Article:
Manufacturing environments like graphic communications are becoming more diverse with respect to the work experience, socioeconomic status, job type, and generational membership of employees. To examine the impact of this diversity on instructional design requirements, this study examined the relationship between the learning style of employees and four factors: generational cohort, socioeconomic status, occupation, and length of service. A purposeful sample of employees (n=15) from the Middle Atlantic States completed an online survey utilizing Kolb's Learning Style Inventory and Hollingshead's Index of Social Position, as well as soliciting essential demographic data. Due to sample size, statistical tests for significance were calculated using the Fisher-Freeman-Halton Exact Test providing two-tailed p-values of probability of significance. Analysis of the data revealed no significant relationships between learning style preference and each of the four independent variables. Results also showed no significant difference in the distribution of learning styles among the three generational cohorts (Baby Boomers, Gen X, and Gen Y). When compared to the norms for the Kolb's Learning Style Inventory no variation was shown, except for one significant preference for the active experimentation mode (AE). While this study focused on the graphic communications industry, the results suggested no factors to distinguish it from other industries with respect to learning style preferences and the independent variables. Because no significance relationship between learning styles and the independent variables was identified, the findings reinforce the importance for the instructional design community to implement practices to creating multiple-mode learning material to target the variation of learning style preferences present in organizations.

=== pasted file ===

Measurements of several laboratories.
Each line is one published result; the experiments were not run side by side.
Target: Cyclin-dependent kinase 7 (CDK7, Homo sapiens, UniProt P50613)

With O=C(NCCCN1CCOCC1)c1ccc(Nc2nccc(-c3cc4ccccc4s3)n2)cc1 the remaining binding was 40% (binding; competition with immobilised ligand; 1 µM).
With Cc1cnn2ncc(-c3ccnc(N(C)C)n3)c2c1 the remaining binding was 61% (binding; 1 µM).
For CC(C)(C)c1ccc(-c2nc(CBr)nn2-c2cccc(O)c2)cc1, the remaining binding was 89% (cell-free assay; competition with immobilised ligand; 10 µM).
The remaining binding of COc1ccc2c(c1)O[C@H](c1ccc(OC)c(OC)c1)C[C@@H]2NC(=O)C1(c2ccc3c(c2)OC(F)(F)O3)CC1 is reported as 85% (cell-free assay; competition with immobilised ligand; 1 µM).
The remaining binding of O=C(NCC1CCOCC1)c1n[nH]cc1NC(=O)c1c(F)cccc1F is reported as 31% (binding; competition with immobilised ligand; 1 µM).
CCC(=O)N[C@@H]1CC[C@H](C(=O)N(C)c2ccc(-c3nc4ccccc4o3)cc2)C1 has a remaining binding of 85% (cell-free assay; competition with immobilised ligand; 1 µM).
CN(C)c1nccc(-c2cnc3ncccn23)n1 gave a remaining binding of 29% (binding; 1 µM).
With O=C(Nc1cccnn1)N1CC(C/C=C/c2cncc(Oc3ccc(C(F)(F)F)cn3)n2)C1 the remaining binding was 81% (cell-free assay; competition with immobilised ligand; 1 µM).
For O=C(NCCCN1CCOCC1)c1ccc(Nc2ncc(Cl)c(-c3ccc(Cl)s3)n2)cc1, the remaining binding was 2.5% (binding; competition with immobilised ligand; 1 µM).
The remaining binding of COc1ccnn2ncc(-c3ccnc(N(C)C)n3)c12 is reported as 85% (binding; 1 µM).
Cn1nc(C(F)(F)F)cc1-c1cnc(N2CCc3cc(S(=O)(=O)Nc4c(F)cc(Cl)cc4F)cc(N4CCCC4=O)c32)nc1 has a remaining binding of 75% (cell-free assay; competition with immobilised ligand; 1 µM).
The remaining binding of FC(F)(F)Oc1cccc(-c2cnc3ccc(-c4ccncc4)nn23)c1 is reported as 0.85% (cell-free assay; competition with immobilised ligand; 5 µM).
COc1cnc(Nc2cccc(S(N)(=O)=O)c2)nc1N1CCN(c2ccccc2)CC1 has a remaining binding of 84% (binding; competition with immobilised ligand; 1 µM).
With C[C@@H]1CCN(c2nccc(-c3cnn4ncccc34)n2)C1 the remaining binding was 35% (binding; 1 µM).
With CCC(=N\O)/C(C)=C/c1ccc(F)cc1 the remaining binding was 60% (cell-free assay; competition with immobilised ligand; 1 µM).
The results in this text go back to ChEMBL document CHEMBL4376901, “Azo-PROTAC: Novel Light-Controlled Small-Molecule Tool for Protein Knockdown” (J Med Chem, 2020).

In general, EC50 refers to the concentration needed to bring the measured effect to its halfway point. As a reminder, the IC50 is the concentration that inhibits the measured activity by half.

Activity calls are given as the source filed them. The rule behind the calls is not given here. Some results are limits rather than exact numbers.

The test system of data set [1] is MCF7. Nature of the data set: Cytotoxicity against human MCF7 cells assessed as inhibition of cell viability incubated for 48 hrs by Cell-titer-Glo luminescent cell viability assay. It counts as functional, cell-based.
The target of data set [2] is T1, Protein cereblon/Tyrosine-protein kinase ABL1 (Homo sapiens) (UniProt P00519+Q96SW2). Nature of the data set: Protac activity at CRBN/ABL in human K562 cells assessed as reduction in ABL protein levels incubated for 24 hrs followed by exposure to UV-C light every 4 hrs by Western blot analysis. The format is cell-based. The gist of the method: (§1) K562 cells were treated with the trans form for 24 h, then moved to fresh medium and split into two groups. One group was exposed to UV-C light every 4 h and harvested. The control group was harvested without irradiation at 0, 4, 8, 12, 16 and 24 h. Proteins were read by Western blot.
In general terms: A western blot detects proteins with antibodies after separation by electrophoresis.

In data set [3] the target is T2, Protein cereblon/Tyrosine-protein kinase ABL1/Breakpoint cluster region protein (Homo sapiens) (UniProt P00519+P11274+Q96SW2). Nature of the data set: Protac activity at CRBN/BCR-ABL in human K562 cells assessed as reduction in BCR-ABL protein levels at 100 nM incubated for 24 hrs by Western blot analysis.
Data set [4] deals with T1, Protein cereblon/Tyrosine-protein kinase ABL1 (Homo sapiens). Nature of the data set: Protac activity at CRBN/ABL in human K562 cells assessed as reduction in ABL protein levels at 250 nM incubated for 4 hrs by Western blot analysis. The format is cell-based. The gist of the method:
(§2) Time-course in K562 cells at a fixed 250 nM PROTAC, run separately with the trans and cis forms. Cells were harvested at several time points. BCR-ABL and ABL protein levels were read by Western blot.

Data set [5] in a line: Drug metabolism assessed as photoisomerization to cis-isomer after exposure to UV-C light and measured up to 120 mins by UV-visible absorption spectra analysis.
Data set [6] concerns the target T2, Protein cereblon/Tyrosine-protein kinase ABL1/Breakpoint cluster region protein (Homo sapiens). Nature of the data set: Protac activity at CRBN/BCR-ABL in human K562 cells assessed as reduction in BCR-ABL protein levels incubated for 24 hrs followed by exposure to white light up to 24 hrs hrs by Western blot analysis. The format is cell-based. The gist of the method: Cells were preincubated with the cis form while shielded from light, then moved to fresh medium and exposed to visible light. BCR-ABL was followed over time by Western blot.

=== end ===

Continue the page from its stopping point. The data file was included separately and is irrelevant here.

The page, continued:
|Commitee:||Redden, Charlotte, Schildgen, Thomas|
|Department:||School of Education|
|School Location:||United States -- Minnesota|
|Source:||DAI-A 73/07(E), Dissertation Abstracts International|
|Subjects:||Instructional Design, Adult education, Vocational education|
|Keywords:||Generations, Graphic communications, Industrial training, Instructional design, Learning styles, Socioeconomic status|
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